Of course, periodic team and project reviews were essential, but there was an unexpected bonus in holding numerous external reviews before gun-knowledgeable audiences who were seeing the program outlined for the first time. External exposure invited challenges to the program's precepts. Responding to these challenges either reinforced or redirected the program approach. In either case, the final product was strengthened.
Hundreds of items were procured during the four-year BRI program. All purchases were reviewed and approved by the MTO manager. For expediency's sake, however, it was an extremely valuable practice that the laboratory granted the MTO manager the authority to authorize program-related purchases and supplied the program with the budgeting personnel to quickly process purchase order requests.
Proper test planning should be done to ensure that the intermediate reporting of partially completed testing will be representative of the final test results, thereby avoiding inaccurate performance projections and misleading generalizations.
James Garner serves as an aerospace engineer for the Army Research Laboratory's Aerodynamics Branch. His duties include aeroballistic evaluation of experimental and developmental ammunition. Garner also serves as an investigator to find methods to alleviate problems in launch and flight dynamics. As such, he is tasked to find novel engineering solutions and manage implementation of new technologies. Garner holds an aerospace engineering degree from the University of Maryland.
(E-mail address: firstname.lastname@example.org)
Dr. Mark Bundy is a research physicist in the Aerodynamics Branch, Ballistics and Weapons Concepts Division, and Weapons and Materials Research (WMRD) Directorate. His duties range from independent investigator to project leader in both experimental and theoretical studies for customer and mission-funded projects related to current and future weapon systems. Bundy earned his Ph.D. in physics from the University of Maine in 1980. He planned and managed the highly successful $8.6 million barrel-reshaping program from FY 00-03.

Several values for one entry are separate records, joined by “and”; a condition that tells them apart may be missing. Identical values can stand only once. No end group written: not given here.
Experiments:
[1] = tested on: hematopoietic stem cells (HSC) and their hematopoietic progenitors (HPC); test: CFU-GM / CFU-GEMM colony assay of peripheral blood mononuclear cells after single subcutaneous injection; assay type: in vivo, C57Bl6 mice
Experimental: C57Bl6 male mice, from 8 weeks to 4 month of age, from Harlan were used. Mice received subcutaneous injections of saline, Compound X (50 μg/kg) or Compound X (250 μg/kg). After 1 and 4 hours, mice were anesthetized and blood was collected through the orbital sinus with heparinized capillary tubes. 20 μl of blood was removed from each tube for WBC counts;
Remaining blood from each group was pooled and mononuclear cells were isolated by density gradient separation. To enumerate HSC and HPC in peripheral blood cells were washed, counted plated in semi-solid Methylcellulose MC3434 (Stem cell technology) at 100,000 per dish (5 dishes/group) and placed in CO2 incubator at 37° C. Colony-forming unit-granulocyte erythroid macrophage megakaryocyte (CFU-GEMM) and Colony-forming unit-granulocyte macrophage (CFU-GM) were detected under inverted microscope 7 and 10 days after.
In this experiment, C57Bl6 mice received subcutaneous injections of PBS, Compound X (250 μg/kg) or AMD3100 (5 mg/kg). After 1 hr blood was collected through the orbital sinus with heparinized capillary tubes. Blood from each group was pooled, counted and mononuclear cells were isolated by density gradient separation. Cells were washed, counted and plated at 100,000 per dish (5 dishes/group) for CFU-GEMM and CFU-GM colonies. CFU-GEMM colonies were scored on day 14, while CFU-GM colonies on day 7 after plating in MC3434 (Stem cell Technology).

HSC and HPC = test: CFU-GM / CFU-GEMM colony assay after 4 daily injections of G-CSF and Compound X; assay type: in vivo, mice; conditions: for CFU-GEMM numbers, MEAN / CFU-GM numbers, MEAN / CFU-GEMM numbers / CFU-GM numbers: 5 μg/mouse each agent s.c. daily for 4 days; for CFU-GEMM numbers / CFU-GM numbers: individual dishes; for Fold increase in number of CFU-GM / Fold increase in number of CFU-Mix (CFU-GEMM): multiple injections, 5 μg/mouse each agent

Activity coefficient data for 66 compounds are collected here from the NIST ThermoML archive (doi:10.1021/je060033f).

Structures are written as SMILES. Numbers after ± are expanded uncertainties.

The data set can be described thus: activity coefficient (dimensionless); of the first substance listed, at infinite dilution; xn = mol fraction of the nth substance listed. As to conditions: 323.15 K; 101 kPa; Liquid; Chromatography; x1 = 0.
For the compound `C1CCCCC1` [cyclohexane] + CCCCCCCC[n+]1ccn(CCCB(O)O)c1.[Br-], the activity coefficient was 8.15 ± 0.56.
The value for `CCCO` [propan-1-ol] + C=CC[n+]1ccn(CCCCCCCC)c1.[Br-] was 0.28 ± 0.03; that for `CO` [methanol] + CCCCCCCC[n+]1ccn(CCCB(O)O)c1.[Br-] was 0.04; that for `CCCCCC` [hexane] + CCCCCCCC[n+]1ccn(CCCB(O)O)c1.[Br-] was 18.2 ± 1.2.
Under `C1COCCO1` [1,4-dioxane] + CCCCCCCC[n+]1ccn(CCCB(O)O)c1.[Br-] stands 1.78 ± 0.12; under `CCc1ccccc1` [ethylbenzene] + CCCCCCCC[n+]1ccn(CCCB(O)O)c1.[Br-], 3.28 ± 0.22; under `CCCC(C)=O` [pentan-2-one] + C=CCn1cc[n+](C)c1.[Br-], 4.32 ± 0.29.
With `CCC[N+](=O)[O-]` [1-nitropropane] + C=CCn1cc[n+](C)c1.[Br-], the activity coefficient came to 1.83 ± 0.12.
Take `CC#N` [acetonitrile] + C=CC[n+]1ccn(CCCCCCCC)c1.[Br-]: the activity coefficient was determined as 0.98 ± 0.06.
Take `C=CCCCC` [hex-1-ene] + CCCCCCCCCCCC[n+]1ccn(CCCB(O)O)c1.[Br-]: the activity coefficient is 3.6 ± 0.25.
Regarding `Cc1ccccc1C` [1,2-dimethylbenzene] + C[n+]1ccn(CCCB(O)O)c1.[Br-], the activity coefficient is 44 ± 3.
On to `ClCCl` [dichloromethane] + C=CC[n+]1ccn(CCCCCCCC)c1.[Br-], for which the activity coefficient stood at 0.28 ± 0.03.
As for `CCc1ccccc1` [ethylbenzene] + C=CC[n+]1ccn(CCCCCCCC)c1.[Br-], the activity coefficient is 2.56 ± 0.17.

(E-mail address: email@example.com)
Albert Pomey serves as the Armor Center Subject Matter Expert (SME) on tank gun accuracy and tank gun accuracy user/operational testing. He monitors tank gunnery training performance to evaluate the effectiveness of task, conditions, and standards; and to revise or develop gunnery scoring methodologies as required. Pomey also serves as the Armor Center SME on 120mm ammunition development programs. He earned a business administration degree from the University of Washington.
(E-mail address: Albert.firstname.lastname@example.org)
Walter N. Roy is a supervisory materials engineer at the U.S. Army Research Laboratory, Weapons and Materials Research Directorate, Aberdeen Proving Ground, MD. Roy has worked for the Army Research Laboratory and its predecessors for 30 years in a variety of positions. He chaired the Joint Directors of Manufacturing Technology Metals Subpanel for over 10 years, charged with leading technology development and joint collaboration among the Services. Roy graduated from Northeastern University with a bachelor's degree in industrial engineering in 1972.
(E-mail address: email@example.com)
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|Title Annotation:||LESSONS LEARNED|
|Author:||Roy, Walter N.|
|Publication:||Defense A R Journal|
|Article Type:||Cover Story|
|Date:||Feb 1, 2005|